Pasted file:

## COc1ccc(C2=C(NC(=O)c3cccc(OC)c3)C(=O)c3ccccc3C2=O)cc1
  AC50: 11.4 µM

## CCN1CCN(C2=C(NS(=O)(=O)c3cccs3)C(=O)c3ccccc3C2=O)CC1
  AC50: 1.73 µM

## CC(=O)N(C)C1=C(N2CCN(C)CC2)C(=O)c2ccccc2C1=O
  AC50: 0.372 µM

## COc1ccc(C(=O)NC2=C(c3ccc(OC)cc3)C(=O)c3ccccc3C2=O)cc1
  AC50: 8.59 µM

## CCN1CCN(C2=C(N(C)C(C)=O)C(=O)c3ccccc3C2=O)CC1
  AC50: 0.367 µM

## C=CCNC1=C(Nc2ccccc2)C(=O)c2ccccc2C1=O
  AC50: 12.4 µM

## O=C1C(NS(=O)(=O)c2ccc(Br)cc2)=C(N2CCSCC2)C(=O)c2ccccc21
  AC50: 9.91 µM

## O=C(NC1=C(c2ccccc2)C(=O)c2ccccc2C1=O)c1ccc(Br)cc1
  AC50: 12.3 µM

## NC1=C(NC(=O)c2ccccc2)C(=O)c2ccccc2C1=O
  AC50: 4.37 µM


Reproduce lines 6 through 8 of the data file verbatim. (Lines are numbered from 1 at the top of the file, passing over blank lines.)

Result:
  AC50: 0.372 µM

## COc1ccc(C(=O)NC2=C(c3ccc(OC)cc3)C(=O)c3ccccc3C2=O)cc1
  AC50: 8.59 µM